WASHINGTON, D.C. - Federal and state wildlife officials have agreed on a possible way to restore the trout-stocking program at Willow Beach Fish Hatchery, a program seen as vital to Mohave County's recreational fishing industry.
The U.S. Fish and Wildlife Service suspended operations at Willow Beach last year after a failure in the hatchery's water intake pipeline.
The proposed solution calls for construction of a floating pump platform assembly at an estimated cost of $776,448, which engineers said would be less costly and more redundant than repairing and extending the existing pipeline.
The platform would be anchored near the hatchery and adjusted to fluctuations in Colorado River levels. Similar pump systems are used in agricultural and commercial operations on a smaller scale inside Lake Mead National Recreational Area.
Sen. John McCain, R-Ariz., wrote a letter to U.S. Fish and Wildlife Service Director Dan Ashe last week regarding the proposal.
McCain toured the hatchery on Aug. 26 with Arizona Game and Fish Department and Mohave County officials and was briefed on a variety of engineering plans to restore operations, with some options estimated to cost up to $9 million.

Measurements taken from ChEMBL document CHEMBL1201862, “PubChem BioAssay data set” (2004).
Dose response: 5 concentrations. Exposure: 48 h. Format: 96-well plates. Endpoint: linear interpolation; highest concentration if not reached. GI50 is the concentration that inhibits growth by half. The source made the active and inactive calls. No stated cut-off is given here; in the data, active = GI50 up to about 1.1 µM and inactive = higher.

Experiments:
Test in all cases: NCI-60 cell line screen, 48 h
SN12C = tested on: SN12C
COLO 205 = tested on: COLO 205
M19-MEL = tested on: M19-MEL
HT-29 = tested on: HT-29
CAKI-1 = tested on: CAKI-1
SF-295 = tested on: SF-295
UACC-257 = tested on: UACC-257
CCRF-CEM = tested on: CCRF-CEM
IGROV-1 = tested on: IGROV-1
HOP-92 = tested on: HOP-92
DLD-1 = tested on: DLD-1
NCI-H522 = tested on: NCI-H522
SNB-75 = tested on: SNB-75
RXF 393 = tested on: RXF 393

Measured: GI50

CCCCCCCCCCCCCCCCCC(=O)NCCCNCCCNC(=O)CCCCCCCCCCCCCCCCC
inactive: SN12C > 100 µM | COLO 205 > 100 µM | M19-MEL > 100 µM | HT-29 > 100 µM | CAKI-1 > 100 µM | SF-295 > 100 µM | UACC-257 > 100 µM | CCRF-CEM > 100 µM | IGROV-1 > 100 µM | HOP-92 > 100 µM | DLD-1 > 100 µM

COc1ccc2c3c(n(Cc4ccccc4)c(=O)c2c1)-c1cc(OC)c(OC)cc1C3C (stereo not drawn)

The senator said he was pleased that Fish and Wildlife Service and state and local officials were able to reach an agreement on a proposal for restoring the program at significantly less cost than estimated.
"Now that a consensus plan has been agreed to, it's time to find a way to move forward on this project," McCain said Monday in a statement from Washington. "I will continue my advocacy on this issue, which is important to our state."
Rep. Paul Gosar, R-Prescott, has been sparring with the Fish and Wildlife director over the restocking program since introducing the Fish Hatchery Protection Act in July.
The congressman released a statement last week after the House Committee on Natural Resources held an oversight hearing on what he called "continued lack of transparency" by the U.S. Fish and Wildlife Service in the implementation and enforcement of laws.
"The Fish and Wildlife Service has repeatedly made misguided policy decisions that are not only detrimental to the economic stability of many communities throughout the country, but have also violated the laws on the books that guide how those decisions must be carried out," Gosar said in his statement. "Additionally, their complete and total lack of cooperation with Congressional inquiries has been disgraceful."
Trout stocking at Willow Beach supports 1,700 jobs and $75 million annual economic output for Mohave County, Gosar noted.
"I am pleased that I was able to get the director (Ashe) on the record stating that once repairs are made to the water delivery system at the hatchery, the trout stocking program will resume," he said.